Notes and Editorial Reviews
Works for Percussion, Vol. 6
Amadinda Perc Group; New Music Studio
HUNGAROTON 31849 (72:32)
Haikai. Improvisation Ia: Child of Tree. Improvisation Ib: Branches.
But What about the Noise of Crumpling Paper Which He Used to Do in Order to Paint the Series of “Papiers froissès” or
Tearing Up Paper to Make “Papiers dèchirès”? Arp Was Stimulated by Water (Sea, Lake, and Flowing Waters like Rivers), Forests.
Percussion aficionados must be a special breed, appreciating both simple and complex rhythmic patterns as well as irregular or unpredictable rhythms, enjoying unusual instrumental textures, finding a semblance of melody in sequences of unpitched sounds. John Cage devoted a large part of his compositional effort to percussion scores primarily because they offer a challenge to the unsuspecting listener, requiring attention and discernment—and a leap of faith, perhaps, or at least a willingness to temporarily suspend one’s belief in conventional compositional systems—to follow the musical logic of, say, plucking the spines of a cactus. The cactus, and other plant materials (such as water gourds and seed pods) and types of wood (like tree branches or bamboo xylophones) are used in
Improvisation Ia: Child of Tree
Improvisation Ib: Branches
, which despite their titles are not improvisations in the jazz sense, but attempts to direct the performers away from the instrumental techniques they have developed through study, practice, experience, and habit. The result is barely audible rattling, scratching, dripping, and rustling—mysterious, intriguing, but also a bit like discovering mice in your pantry.
All of the works here, which date from 1975 to ’91 (the year before Cage’s passing), though devised from several different compositional procedures, offer unusual tone colors, sparse ensemble textures, passages of silence, and surprising formal maneuvers.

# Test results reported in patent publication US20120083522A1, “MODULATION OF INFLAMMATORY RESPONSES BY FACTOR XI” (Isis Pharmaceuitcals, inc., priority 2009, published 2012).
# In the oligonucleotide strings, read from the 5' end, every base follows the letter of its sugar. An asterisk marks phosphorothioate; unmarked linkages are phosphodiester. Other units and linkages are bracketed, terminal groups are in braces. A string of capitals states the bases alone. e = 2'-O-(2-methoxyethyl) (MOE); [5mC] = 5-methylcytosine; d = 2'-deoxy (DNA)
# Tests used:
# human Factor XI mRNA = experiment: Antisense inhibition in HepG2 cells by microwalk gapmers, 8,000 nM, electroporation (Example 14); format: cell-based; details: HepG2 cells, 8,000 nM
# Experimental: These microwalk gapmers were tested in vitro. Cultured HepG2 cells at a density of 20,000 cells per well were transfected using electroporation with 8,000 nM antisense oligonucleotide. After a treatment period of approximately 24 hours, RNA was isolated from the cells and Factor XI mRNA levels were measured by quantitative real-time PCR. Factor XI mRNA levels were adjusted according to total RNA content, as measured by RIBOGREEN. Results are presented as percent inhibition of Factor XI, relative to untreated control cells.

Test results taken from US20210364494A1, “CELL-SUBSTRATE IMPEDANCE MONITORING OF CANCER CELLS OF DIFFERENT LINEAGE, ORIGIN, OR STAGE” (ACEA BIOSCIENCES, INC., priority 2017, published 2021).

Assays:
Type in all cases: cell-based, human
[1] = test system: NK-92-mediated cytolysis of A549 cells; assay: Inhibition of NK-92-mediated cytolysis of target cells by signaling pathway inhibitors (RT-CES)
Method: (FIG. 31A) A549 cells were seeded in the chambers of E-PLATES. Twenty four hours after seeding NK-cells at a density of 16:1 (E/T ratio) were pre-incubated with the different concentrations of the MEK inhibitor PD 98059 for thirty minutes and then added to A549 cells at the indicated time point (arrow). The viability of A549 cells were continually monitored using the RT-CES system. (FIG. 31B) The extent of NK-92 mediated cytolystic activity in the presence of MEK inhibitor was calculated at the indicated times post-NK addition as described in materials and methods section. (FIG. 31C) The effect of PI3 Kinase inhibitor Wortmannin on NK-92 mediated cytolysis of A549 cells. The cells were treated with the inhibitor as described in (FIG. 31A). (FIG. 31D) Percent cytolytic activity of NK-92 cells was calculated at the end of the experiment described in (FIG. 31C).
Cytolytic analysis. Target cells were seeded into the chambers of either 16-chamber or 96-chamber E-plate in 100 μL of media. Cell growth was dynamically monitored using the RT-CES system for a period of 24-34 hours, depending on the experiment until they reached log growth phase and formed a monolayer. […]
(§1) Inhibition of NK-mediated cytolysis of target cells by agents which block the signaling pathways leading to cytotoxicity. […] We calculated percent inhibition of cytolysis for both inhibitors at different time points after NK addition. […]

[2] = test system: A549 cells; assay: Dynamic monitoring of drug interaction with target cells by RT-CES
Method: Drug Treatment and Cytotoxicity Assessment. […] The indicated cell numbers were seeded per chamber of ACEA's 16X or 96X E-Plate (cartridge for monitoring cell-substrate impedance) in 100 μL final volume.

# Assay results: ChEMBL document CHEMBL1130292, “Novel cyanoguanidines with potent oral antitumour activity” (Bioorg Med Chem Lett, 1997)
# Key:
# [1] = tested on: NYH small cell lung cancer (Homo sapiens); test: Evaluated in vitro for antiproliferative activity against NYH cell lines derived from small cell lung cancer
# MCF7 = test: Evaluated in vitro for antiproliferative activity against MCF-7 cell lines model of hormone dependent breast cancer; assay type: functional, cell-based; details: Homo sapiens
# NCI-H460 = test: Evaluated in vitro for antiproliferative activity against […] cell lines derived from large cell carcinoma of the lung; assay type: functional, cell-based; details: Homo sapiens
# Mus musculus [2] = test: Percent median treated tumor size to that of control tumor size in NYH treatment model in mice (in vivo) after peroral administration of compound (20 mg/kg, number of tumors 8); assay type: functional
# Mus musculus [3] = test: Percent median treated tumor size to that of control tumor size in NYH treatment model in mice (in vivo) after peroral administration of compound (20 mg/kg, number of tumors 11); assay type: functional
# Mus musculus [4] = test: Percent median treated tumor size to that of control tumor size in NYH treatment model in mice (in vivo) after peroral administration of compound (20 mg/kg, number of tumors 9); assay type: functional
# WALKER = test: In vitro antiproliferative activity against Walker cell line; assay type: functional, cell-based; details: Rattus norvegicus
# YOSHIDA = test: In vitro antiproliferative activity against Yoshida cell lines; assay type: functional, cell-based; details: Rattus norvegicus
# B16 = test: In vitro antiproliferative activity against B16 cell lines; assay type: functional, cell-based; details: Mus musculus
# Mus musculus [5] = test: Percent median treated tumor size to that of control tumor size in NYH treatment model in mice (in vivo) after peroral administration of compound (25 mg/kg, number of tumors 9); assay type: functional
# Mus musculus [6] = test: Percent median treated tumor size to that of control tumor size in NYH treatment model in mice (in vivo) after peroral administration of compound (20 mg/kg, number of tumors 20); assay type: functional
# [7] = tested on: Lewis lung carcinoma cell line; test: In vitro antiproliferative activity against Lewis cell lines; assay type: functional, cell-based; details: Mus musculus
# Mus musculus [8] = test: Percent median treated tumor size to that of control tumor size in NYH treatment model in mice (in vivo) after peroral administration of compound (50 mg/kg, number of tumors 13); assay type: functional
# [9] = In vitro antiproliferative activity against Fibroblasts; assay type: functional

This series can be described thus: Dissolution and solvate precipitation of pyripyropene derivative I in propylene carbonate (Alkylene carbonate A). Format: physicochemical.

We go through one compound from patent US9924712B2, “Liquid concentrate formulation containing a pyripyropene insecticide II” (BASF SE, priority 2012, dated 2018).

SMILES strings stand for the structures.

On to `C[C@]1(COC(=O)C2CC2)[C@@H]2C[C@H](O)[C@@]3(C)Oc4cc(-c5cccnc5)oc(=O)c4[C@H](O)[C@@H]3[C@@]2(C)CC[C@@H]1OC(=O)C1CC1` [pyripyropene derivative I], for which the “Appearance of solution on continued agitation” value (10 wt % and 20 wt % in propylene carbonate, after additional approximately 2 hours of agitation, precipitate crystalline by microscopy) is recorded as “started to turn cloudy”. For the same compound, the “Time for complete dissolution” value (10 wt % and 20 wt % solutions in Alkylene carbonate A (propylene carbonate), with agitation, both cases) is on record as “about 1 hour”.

(1986), for example—not to be confused with Cage’s similarly titled piano pieces from the 1950s—uses the traditional Japanese poetry’s syllabic structure of 5-7-5 to organize brief events in space, and focuses attention on the rich, delicate sonorities of the gamelan rather than an orderly progression of motives or melodic development. The two versions of
(1987), one adding snare drum and side drum, the other only snare, rely on an involved series of chance procedures on the part of the performer to make the unexpected, disconnected plucked and sliding notes of a Steinberger electric bass (played here by guest artist Tamás Barabás) sound percussive and not typically melodic. Five
(1991) is a “time bracket” score where isolated notes from two saxophones (played by Lászlo Des and Mihály Borbély) and three percussionists hover and only occasionally overlap. Finally,
But What about the Noise of Crumpling Paper …
(1985), dedicated to and inspired by Jean (Hans) Arp’s use of paper and chance to create works of visual art, combines the two ensembles for activity resembling a quiet, reserved, ambient forest of tapping, dripping, swirling, and murmuring sounds with no apparent sense of design or organization.
Which is precisely the point. Only by committing to the experience and listening carefully can one distinguish between the different unusual sounds, and find one’s place in the unfamiliar surroundings. Though seldom noisy or aggressive, these may be among the most difficult of Cage’s works to appreciate—unless, that is, you are a percussion aficionado. You know who you are.
FANFARE: Art Lange
Works on This Recording
c by John Cage
Amadinda Percussion Ensemble
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